Updated: Feb 17
Summary: Set in 1923, on a remote island near the west coast of Ireland, The Banshees Of Inisherin follows lifelong buddies Padraic (Colin Farrell) and Colm (Brendan Gleeson), who suddenly reach an impasse when Colm decides to end to their friendship. A shocked and hurt Padraic, advised by his sister Siobhan (Kerry Condon) and an idiot islander (Barry Keoghan), aims to repair the friendship and won’t take no for an answer. But Padraic's repeated efforts only fortify his former friend's resolve. When Colm delivers a desperate ultimatum, events intensify, with deplorable results.
What the above summary leaves out is that this film is a treasure, if you like allegorical Irish tales that make you smile, scoff, or holler, “Oh, No!” one after another. The Banshees of Inisherin is a character-driven elegy, with only a few action scenes. Otherwise, the rythmic plotting and authentic dialogue are augmented by delicious shots of Irish countryside.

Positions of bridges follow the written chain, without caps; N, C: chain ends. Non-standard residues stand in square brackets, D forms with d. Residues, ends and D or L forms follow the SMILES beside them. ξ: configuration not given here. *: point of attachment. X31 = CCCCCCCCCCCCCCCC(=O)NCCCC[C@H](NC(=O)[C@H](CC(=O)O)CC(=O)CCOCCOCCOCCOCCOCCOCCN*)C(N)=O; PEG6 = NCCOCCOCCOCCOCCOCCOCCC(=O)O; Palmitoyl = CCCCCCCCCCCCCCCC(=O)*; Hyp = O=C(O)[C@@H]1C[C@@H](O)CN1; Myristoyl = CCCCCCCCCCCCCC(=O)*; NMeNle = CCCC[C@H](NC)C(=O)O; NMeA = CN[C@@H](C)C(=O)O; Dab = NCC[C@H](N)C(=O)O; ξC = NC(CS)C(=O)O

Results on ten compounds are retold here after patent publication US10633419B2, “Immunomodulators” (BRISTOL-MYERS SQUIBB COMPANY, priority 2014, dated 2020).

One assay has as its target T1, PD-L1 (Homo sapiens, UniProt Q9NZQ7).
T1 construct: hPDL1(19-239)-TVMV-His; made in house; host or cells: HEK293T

Over and above the unique story line, the actors make this film special. The two friends Colin Farrell (Oscar!) and Brendan Gleeson play off one another until their questionable battle becomes a metaphor for the Irish Civil War being played out within earshot on the Irish Mainland.
As in most black comedies, there are lighthearted moments, one when a dog tries to prevent his master from misusing a pair of shears. And there’s a priest (David Pearce) who is perfect for this dismal collective of Irishmen. In one scene, the priest loses his temper and tells a confessor to get out of his confessional and never return.
To say more would be a bunch of spoilers, as this is a simple plot. At first, it flabbergasts you with the thought that, naw, these guys are not really gonna do this, are they? That's because some early scenes set you up for an Irish comedy that brings only a smile. But a darkness arises within this film, since these island residents are trapped by their heritage. Only one key character is brave enough to leave, while the rest are stuck in a place that is theirs by birth, but it’s to their disadvantage that they were born in such a place.
Pat-Oh-Meter Rating: This gets a 4.5. My lit-major side adores films like these, and the Hubster loved it too. If you do give this film a try, the two actors’ performances will stick with you for days, especially Padraic's transformation in the ending scene. His resolve speaks volumes about the nature of humans, even today.